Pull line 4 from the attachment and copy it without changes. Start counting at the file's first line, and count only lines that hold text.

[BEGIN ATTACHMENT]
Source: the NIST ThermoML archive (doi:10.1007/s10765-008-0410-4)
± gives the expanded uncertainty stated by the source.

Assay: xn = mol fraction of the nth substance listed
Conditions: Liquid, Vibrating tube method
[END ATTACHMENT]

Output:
Conditions: Liquid, Vibrating tube method